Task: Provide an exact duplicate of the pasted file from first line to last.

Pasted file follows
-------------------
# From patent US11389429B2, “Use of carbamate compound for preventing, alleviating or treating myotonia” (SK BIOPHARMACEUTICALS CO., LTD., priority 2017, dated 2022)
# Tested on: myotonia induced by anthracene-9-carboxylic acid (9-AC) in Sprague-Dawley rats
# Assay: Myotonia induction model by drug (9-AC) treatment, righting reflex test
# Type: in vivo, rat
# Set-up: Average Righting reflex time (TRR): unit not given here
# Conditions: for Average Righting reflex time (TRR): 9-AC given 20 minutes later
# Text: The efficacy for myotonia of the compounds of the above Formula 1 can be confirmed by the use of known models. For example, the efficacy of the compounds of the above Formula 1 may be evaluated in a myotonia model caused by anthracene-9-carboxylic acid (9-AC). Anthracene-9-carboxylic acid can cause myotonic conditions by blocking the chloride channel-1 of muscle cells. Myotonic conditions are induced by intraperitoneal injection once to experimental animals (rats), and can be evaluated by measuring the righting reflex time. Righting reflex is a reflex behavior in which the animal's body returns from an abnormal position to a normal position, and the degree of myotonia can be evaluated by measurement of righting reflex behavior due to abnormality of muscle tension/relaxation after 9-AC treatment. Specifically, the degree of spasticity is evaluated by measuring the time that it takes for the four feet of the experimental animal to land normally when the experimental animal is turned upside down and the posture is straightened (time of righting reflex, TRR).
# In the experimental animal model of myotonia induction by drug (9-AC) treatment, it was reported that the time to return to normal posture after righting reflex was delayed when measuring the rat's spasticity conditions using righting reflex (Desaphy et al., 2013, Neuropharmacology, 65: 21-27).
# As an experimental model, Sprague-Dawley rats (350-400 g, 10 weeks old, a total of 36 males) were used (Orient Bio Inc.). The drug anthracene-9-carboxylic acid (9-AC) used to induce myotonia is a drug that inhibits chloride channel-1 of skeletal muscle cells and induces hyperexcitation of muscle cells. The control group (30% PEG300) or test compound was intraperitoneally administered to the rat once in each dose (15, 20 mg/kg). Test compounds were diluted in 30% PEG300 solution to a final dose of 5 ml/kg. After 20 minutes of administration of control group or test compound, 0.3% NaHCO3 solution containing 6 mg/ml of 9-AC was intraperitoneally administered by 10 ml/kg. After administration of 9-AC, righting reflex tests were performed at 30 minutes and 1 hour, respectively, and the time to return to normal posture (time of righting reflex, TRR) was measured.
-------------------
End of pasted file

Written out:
# From patent US11389429B2, “Use of carbamate compound for preventing, alleviating or treating myotonia” (SK BIOPHARMACEUTICALS CO., LTD., priority 2017, dated 2022)
# Tested on: myotonia induced by anthracene-9-carboxylic acid (9-AC) in Sprague-Dawley rats
# Assay: Myotonia induction model by drug (9-AC) treatment, righting reflex test
# Type: in vivo, rat
# Set-up: Average Righting reflex time (TRR): unit not given here
# Conditions: for Average Righting reflex time (TRR): 9-AC given 20 minutes later
# Text: The efficacy for myotonia of the compounds of the above Formula 1 can be confirmed by the use of known models. For example, the efficacy of the compounds of the above Formula 1 may be evaluated in a myotonia model caused by anthracene-9-carboxylic acid (9-AC). Anthracene-9-carboxylic acid can cause myotonic conditions by blocking the chloride channel-1 of muscle cells. Myotonic conditions are induced by intraperitoneal injection once to experimental animals (rats), and can be evaluated by measuring the righting reflex time. Righting reflex is a reflex behavior in which the animal's body returns from an abnormal position to a normal position, and the degree of myotonia can be evaluated by measurement of righting reflex behavior due to abnormality of muscle tension/relaxation after 9-AC treatment. Specifically, the degree of spasticity is evaluated by measuring the time that it takes for the four feet of the experimental animal to land normally when the experimental animal is turned upside down and the posture is straightened (time of righting reflex, TRR).
# In the experimental animal model of myotonia induction by drug (9-AC) treatment, it was reported that the time to return to normal posture after righting reflex was delayed when measuring the rat's spasticity conditions using righting reflex (Desaphy et al., 2013, Neuropharmacology, 65: 21-27).
# As an experimental model, Sprague-Dawley rats (350-400 g, 10 weeks old, a total of 36 males) were used (Orient Bio Inc.). The drug anthracene-9-carboxylic acid (9-AC) used to induce myotonia is a drug that inhibits chloride channel-1 of skeletal muscle cells and induces hyperexcitation of muscle cells. The control group (30% PEG300) or test compound was intraperitoneally administered to the rat once in each dose (15, 20 mg/kg). Test compounds were diluted in 30% PEG300 solution to a final dose of 5 ml/kg. After 20 minutes of administration of control group or test compound, 0.3% NaHCO3 solution containing 6 mg/ml of 9-AC was intraperitoneally administered by 10 ml/kg. After administration of 9-AC, righting reflex tests were performed at 30 minutes and 1 hour, respectively, and the time to return to normal posture (time of righting reflex, TRR) was measured.